“It’s good to be back” by Sue Averill

Eight years ago, I never thought I’d say that about Juba, South Sudan.  I was trashed – burned out and exhausted, feeling like I’d failed my team and myself.  5 days ago I arrived to ever-present chaos, heat and crowds but at the office to warm welcomes from national staff I worked with in The Old Days, some familiar expat faces, a comfortable “home” and good working conditions.


I’ll be here until Easter as Interim Medical Coordinator, and next week will visit the two projects: a primary health clinic (with maternity and “stabilization unit”) and a 160+ bed hospital.  Both are in the Sudan / South Sudan border area, rife with tropical diseases, malnutrition, returning displaced populations, cattle raids and an uneasy tension.


Juba has grown up in my absence.  In 2008, the tallest structure was the new 2 story Ministries building.  Now there are apartment complexes (shoddy looking construction with a fresh coat of paint), 10 story “high rises,” paved roads (most are still rutted dirt roads), traffic lights and traffic jams, grocery stores and restaurants and hotels and air conditioning and satellite TV and internationals everywhere.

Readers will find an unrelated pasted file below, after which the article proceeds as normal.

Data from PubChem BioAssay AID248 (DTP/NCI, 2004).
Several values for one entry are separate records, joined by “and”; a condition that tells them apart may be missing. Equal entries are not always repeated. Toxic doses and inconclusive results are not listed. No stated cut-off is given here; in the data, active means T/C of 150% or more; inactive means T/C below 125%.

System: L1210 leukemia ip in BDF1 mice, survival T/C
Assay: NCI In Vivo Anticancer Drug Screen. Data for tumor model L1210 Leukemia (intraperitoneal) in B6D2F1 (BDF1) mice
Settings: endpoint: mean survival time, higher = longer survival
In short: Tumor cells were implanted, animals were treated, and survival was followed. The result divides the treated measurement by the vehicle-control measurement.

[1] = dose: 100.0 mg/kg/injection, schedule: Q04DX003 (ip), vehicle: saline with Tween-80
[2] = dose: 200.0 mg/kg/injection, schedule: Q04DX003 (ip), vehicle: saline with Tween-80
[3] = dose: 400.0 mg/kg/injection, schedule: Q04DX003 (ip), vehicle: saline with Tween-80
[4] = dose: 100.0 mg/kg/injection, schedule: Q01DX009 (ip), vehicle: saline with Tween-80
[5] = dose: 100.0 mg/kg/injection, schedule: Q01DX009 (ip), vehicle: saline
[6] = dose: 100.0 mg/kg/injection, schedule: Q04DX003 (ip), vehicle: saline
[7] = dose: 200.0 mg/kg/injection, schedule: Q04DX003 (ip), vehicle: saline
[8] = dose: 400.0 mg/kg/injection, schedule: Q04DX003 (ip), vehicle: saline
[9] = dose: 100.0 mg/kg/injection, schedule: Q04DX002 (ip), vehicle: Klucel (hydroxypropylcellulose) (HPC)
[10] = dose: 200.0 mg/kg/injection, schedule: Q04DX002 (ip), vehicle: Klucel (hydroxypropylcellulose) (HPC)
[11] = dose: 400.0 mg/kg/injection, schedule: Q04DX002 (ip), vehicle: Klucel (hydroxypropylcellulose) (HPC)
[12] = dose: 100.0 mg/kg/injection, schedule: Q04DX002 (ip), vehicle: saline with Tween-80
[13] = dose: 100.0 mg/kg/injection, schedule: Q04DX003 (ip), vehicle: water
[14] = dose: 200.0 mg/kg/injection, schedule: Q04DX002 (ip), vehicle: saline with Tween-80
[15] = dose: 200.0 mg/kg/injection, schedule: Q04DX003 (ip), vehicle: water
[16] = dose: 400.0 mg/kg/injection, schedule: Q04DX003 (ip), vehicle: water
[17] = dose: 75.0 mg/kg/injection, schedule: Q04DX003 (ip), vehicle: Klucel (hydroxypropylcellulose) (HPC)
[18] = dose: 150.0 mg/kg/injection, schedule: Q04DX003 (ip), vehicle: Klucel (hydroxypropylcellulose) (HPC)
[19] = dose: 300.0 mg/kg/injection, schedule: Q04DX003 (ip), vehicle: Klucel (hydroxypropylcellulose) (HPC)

Our old office building still stands but the empty lot where I had my tent full of emergency medical supplies is now a hotel with rooftop bar. The Queen of Sheba, our go-to restaurant/bar is gone, but the ones on the Nile are still popular and dirt floors have been replaced with concrete.  Baboons still stroll, tails held high.  Children still splash and catch fish with mosquito nets while their mothers wash clothes nearby. The dogs are the same – thin, long legged, mangy yellow creatures.


The situation here has changed from a civil war between North and South to a civil war between South and South.  There was such hope and optimism with independence.  A chance for a brand sparkling new democracy, where people had a voice and the government was of the people.  But it never materialized.  Power struggles between the two leaders, oil revenues, lack of infrastructure and education and ability to govern. The South Sudanese Pound was 3 to the US Dollar 6 months ago; I exchanged for 27 yesterday.  Black market rates are even higher.


Although Juba has grown up, the country has fallen even further behind.  And I worry how much worse it can get for the people of South Sudan.

Obama Pen